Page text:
The 1960s and 1970s were defined by a raging atmosphere of revolt and riot. From the US to East Asia; feminist, Black power, anti-war and queer liberation struggles shocked and shook the establishment. These social upheavals were accompanied by a cultural revolution in pop music, film, fashion and drug experimentation.With their collaboratively edited collection Sticking It to The Man: Revolution and Counterculture in Pulp and Popular Fiction, 1950-1980, Andrew Nette and Iain McIntyre recreate these heady days. This lavish new book from the anarchist publisher PM Press looks at how popular fiction responded to a drastically shifting culture. The pulp novel industry churned out a stream of racy fiction which — while it primarily focused on action and sex appeal — simultaneously functioned as a key barometer of its day and age.
copyright, Dell Books
The essays packing the books pages all accompanied by lavishly reproduced novel covers, with depictions of a fictive world of alienated Vietnam war veterans, drug deals gone bad, organised crime, doomed romance, femme fatales, crooked cops and vigilantes. In response to the political changes, pulp authors revealed a range of opinions circulating within those temporal and social moments. The book demonstrates ample evidence of right-wing paranoia, from the revenge fantasies of the infamous Death Wish series to male fears of being dominated by the feminist movement. The ludicrous 1971 novel The Feminists, for instance, imagines the dystopian future of 1992, where women have established a totalitarian matriarchy!
copyright, Coronet Books
However, as the title of ‘sticking it to the man’ indicates, the book is primarily focused on anti-authoritarian and anti-establishment titles. The essays amply demonstrate how pulp gave voice to the struggles of marginalised and oppressed groups. From gay erotica to the gritty African-American street life sagas of Iceberg Slim and Chester Himes, pulp fiction was an arena buzzing with ideas, style and rebellion. Crucially, these books presented tough, ruthless protagonists who refused to bend the knee to the dominant white supremacist, heteronormative order- and were prepared to fight it by any means necessary.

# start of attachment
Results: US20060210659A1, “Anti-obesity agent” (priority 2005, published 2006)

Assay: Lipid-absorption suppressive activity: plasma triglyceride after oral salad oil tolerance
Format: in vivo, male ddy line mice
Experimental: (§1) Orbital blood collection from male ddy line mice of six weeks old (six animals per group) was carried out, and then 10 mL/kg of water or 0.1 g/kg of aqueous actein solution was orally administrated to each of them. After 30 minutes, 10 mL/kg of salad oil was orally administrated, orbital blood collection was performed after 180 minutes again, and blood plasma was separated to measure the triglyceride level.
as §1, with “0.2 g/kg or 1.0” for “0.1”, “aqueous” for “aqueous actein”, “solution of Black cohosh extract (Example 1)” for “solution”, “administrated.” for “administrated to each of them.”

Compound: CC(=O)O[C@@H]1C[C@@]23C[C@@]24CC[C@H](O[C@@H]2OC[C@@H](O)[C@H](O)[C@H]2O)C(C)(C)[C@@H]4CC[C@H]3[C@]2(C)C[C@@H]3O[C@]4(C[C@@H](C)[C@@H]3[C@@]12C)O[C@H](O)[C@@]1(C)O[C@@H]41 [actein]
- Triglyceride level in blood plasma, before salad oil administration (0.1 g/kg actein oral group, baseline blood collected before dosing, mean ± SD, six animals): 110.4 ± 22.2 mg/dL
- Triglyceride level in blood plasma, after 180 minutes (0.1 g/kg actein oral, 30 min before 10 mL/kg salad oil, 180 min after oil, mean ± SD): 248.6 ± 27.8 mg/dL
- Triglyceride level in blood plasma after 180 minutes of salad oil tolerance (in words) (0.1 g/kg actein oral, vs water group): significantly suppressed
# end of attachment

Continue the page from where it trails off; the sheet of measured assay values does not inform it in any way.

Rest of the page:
copyright, Avon Books
While many works of pulp fiction were produced by anonymous authors churning out product like as assembly line, the space and genre of pulp fiction also provided a key professional opening for acclaimed modern novelists like Marge Piercy and Robert Stone. Indeed, one of the most salient chapters in the book is on the infamous life and times of Zimbabwean writer Dambudzo Marechera, whose whole fierce literary genius was outmatched only by his own tormented self-destruction. Vivid, baroque and energetic, this wonderful volume opens the door on a forgotten past, and asks us to consider how it can inspire us in the social and cultural struggles of tomorrow.